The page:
In John, when Jesus says that he himself is the bread, he is clearly taking them to a meaning that would bring home the truth that humanity does not live by bread alone. If they really come to him, they will have enough: they will never hunger again. Or will they? Jesus says that they have to believe in him. Raymund Brown says that faith means giving their lives over to the way of Jesus. Will we do that? What is the life Jesus gives us like?

In Ephesians, Paul says that the life Jesus gives us consists of humility, gentleness, patience, and bearing with each other in love. We are to be one Body in Christ, the same body that we consume in the Eucharist. Being twisted to and fro and being blown about by every wind of doctrine is a powerful way of illustrating what it is like to be caught in the insatiable desire to have what everybody else wants and to have more of it. In contrast, the Body of Christ is solid, anchored. Where the winds of doctrine leave us famished no matter how much bread we have, in Christ’s Body we are gifted with being prophets, apostles, pastors, and teachers all being built together in Christ’s Body. That is, in Christ’s Body we all have enough because we are always feeding one another at all levels of our being as we build each other up in love. Sounds like life to me. Let’s try it.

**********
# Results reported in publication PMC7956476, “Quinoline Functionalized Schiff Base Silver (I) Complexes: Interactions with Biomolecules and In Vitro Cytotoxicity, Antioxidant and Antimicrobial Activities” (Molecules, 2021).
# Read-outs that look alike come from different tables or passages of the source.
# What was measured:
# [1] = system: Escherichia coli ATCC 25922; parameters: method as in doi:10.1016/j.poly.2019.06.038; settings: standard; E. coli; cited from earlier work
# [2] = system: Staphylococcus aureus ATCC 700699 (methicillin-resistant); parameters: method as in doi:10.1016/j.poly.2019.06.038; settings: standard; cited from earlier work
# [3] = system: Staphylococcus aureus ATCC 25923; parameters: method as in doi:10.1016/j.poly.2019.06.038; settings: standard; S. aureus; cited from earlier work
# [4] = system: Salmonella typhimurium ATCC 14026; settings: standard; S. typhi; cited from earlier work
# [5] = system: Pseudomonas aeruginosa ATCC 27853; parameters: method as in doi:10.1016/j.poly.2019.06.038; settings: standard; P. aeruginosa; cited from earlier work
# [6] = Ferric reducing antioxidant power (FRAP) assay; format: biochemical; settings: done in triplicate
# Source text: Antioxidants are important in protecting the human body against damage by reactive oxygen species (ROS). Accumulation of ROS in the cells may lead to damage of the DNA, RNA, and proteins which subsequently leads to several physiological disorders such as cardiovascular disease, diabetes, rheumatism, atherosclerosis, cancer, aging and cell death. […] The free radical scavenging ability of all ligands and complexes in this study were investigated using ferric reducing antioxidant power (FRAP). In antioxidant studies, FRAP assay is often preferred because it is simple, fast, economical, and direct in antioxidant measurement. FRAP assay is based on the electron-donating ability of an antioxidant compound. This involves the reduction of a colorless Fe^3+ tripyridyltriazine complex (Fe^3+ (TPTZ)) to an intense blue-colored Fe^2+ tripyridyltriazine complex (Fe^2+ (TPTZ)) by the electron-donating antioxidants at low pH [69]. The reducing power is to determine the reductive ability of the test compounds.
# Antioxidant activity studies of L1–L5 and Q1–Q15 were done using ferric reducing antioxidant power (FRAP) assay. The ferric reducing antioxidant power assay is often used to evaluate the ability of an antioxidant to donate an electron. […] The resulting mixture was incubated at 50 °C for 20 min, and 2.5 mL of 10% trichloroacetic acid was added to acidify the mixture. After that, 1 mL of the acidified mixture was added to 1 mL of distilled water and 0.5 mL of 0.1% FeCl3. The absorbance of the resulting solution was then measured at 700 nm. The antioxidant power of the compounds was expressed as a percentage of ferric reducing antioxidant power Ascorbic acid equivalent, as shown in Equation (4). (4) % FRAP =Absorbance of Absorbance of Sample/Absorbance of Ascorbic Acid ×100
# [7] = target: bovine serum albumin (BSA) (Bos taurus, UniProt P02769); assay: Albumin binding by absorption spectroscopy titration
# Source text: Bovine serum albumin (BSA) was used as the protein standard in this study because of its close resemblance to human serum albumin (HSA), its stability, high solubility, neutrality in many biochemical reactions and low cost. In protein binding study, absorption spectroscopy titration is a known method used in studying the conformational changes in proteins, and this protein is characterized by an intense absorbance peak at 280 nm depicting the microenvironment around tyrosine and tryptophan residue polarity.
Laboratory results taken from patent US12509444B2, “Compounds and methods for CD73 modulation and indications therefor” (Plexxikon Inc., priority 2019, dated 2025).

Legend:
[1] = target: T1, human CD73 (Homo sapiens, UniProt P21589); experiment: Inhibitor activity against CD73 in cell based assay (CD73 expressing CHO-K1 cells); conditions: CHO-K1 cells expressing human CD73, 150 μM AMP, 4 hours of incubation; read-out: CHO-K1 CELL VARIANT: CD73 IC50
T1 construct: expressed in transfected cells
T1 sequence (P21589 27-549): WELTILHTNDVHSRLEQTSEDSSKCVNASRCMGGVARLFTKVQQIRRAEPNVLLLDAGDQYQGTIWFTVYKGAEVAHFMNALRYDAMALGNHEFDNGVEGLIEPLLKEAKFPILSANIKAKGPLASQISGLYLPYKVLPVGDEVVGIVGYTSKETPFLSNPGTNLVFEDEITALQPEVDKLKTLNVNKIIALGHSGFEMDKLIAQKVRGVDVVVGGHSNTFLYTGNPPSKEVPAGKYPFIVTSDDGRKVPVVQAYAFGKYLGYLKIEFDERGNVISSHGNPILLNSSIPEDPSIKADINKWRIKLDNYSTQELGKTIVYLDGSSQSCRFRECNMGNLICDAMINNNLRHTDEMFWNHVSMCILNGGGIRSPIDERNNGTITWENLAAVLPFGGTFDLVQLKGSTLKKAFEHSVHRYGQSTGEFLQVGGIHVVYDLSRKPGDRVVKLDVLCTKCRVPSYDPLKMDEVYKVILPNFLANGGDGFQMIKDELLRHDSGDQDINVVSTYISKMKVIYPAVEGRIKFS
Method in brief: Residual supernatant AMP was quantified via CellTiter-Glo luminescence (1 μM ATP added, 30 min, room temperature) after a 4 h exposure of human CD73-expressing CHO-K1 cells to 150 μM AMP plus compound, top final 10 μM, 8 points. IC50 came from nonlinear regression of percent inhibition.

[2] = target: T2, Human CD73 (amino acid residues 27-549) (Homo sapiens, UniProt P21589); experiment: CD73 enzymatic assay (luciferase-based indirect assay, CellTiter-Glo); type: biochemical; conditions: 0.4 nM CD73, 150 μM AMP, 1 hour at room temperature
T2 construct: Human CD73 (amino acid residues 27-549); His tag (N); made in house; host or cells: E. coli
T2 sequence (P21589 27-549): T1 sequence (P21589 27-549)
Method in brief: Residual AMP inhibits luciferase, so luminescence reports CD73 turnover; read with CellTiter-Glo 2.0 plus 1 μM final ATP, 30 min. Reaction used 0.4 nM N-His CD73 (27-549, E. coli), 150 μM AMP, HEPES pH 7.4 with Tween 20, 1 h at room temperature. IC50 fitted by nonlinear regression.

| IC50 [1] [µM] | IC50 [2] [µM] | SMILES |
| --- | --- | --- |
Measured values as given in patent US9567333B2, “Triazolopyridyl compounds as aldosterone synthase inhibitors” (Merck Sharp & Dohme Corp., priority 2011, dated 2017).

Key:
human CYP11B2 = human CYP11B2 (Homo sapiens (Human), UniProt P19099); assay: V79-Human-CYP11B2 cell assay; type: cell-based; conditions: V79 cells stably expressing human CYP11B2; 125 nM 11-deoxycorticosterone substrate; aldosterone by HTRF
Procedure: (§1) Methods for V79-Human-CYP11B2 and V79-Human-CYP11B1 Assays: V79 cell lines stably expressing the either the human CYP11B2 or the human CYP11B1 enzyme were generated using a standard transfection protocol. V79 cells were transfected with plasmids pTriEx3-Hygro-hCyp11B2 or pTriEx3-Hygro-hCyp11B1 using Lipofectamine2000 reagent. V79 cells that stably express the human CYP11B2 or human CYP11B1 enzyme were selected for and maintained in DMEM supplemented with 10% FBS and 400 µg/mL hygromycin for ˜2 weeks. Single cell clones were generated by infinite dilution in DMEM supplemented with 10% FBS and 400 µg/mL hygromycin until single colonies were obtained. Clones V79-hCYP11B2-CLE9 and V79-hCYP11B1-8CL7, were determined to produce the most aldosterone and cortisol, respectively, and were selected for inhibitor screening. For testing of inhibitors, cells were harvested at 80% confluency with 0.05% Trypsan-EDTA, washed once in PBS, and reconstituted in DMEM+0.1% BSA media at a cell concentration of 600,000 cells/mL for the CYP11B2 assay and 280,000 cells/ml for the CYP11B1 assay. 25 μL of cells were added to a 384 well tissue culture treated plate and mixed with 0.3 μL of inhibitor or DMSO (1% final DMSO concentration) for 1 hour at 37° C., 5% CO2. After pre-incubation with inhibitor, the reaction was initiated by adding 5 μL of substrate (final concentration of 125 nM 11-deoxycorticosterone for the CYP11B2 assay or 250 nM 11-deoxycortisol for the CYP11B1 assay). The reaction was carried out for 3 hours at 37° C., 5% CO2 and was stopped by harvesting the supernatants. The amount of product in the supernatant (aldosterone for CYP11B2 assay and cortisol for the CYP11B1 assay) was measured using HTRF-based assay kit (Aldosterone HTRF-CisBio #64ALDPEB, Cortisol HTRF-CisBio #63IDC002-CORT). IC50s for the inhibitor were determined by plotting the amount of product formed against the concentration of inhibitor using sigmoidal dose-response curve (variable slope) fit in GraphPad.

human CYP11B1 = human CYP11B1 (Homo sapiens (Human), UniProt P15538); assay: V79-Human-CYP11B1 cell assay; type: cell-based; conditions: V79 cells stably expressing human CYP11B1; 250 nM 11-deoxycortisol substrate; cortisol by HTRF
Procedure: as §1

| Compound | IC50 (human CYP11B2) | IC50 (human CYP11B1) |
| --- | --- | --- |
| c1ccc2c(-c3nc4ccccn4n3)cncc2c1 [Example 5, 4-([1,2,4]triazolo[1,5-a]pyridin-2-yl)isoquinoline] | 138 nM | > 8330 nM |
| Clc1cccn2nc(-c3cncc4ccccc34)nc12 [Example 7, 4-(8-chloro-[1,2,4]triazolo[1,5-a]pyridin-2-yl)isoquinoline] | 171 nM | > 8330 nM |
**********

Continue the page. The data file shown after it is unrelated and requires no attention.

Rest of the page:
Possessed by God

treeBlossoming1The First Epistle of John overflows with declarations of God’s preemptive love: “not that we loved God but that God loved us and sent his Son to be the atoning sacrifice for our sins” (1 Jn. 4: 10). This preemptive love of God is not just a vague benevolence but an action, and a sacrificial act at that. God did, and continues to act on our behalf. John goes on to describe God’s love as an abiding presence within us, what amounts to being possessed by God. Is this just an added treat in life? We can quickly see that being possessed by God is much more important than that. Many cases of possession of a different sort were recorded in the Synoptic Gospels where Jesus cast many demons out from people who were possessed by them. Without necessarily ruling out a supernatural provenance for some of these possessions, it is helpful to remember that René Girard’s theory of mimetic desire shows us how we can become possessed by other people, especially in rivalrous situations. (See Human See, Human Want.) We only need to reflect on how strongly another person we are at odds with has taken over us to realize how much another person can possess us. Crowds of people easily become possessed as the story of the Gerasene demoniac and the Passion narratives suggest. If we put John’s teaching of God’s indwelling love together with demonic possession, we are confronted with the conclusion that we are going to be possessed by somebody. It is not possible to remain aloof from the intentions and desires of other people. They will possess us whether we like it or not. The question is: By whom are we possessed? Jesus’ little parable about the evil spirit that was cast out but returned to the house “swept clean” with seven spirits “more evil than itself” (Mt. 12: 44-45) teaches us that casting out the spirit who has possessed someone is not enough. We must become possessed by the Spirit of one who is full of love, One who is not in rivalry with us or with anybody else.